Top Tips for Young Adults and Adults With Autism And Learning Disabilities At Christmas

Christmas, it is often associated with celebration, fun and lots of exciting moments. Most of us admit to enjoying the whole Christmas experience, but for those who live with a family member or friend with autism and/or a learning disability, it can be a very different story.

Take a moment to consider those around you who have autism or a learning disability, for these people, young and old it can be a testing time, flashing lights, lots of strong colours, loud music and changing atmospheres.  It may be easy for you to handle, but for those who have autism or a learning disability, it can be a little harder and for a few very difficult to grasp.

Below are some tips for your loved one or friend this Christmas.

Sensory overload

Christmas is viewed from a totally different perspective to those who have autism or a learning disability. This is because it can lead to disruptions in routines, a variety of sights and smells, crowds, lights and a house full of noise and people.

One top tip for helping your loved one or friend to have a better Christmas is by scheduling in daily activities, even if it is for just 10 or 20 minutes. This helps to give them some Christmas-free time on a daily basis. Many people with autism often find strong smells associated with Christmas difficult to handle. Why not try introducing new smells to them gradually, also try asking any visitors to hold off on the perfume or deodorant.


It can be hard choosing the right gift for those who have a learning disability. Finding the right present which is suitable for someone’s ability and development is not easy. It can be uncomfortable explaining to family or friends the reasons why certain gifts are not suitable.  As one parent has stated: “It is so difficult to explain to relatives why something they’ve brought isn’t suitable.”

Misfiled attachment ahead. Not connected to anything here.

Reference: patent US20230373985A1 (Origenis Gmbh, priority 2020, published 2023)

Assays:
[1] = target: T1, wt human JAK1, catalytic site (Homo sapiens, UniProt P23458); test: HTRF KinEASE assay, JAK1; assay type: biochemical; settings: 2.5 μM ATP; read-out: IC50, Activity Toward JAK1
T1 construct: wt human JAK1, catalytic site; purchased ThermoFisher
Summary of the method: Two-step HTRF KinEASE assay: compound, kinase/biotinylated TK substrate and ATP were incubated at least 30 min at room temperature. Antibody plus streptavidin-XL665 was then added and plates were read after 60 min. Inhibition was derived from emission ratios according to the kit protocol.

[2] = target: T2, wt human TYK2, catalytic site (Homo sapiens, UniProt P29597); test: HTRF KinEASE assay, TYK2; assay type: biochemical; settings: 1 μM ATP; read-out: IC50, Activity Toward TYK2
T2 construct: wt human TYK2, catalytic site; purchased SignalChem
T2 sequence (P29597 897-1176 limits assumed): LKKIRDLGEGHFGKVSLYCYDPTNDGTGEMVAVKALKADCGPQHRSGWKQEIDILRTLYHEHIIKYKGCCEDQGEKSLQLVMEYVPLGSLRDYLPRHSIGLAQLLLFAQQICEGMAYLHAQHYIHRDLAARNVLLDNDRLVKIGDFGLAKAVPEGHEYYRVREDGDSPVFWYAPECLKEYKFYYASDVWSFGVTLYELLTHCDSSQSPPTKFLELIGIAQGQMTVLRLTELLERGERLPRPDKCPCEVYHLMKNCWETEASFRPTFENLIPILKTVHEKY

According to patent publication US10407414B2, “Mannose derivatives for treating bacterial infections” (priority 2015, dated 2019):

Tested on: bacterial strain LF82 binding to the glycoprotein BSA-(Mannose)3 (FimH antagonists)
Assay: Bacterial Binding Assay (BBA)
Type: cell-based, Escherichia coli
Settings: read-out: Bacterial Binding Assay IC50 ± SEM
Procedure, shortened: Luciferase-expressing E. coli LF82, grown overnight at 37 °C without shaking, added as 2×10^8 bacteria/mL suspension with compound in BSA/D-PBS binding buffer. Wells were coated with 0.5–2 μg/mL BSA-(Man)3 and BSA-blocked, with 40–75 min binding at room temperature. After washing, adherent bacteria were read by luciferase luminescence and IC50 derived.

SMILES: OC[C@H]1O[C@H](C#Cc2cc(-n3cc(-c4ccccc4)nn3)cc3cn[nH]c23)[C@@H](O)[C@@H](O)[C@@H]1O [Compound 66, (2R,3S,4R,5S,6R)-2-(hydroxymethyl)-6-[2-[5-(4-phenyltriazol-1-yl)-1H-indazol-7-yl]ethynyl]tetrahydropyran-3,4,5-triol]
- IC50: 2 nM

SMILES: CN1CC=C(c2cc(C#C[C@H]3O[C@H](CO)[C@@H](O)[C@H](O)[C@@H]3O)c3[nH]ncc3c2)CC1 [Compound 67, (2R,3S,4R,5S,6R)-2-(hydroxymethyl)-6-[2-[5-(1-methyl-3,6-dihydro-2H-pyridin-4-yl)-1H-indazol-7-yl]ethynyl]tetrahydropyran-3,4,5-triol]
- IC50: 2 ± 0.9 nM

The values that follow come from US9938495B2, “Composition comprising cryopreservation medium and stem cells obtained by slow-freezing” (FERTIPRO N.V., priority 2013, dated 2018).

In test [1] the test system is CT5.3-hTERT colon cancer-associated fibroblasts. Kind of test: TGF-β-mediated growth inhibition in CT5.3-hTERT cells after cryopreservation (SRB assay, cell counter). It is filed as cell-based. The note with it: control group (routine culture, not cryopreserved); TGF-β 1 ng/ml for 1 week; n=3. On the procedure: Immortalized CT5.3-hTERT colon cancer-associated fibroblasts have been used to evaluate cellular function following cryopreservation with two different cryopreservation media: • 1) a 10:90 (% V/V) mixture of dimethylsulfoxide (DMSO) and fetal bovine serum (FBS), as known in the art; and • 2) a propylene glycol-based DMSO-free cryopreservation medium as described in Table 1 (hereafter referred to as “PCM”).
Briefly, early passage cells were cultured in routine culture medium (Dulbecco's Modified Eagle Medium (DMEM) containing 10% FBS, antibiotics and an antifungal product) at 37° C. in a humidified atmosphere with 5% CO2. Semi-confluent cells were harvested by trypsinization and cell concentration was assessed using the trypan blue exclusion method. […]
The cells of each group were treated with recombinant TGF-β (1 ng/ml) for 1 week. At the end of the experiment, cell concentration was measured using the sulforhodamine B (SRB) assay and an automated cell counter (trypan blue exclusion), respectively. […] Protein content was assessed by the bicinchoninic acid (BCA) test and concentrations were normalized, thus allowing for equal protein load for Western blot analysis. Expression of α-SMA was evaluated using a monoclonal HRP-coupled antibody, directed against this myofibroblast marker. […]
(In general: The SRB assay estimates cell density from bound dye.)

Many people who have autism and/or learning disabilities get a comfort from getting familiar items. Anxiety and confusion is often created when unwrapping presents and opening new things, remember that the expectation to open one present after another can be quite overwhelming.

A good solution to this would be asking friends and family to donate towards a single present. This way a present suitable for the person can be chosen.

Christmas Day

When the big day arrives, people often worry as to how their loved one or friend will react to their behaviour. Talking to the people in advance can help, you can even ask them for their support and let them know that it will make everyone’s experience better as a whole.

If you are visiting your family or friends, ensure that there is a calm room in which the person can go into if it all gets too much. Packing a backpack with the persons favourite belongings can help comfort them if they become over-stimulated.

If you are hosting the gathering yourself, try not to stress to much as the person will pick up on your stress levels. It is best that you keep your plans simple.

If any of these tips have helped you out in any way, let us know on Twitter or Facebook.

Gathering knowledge to help adults with learning difficulties/learning disabilities, behaviour that challenges, mental health, brain injuries and autism is something we’ve been doing for over 20 years. If you have, are close to an adult with learning difficulties/disabilities, autism, mental health and behaviours that challenge and you want them to live and learn for a better future please visit or call 0121 308 6555 and ask for Wayne-thank you.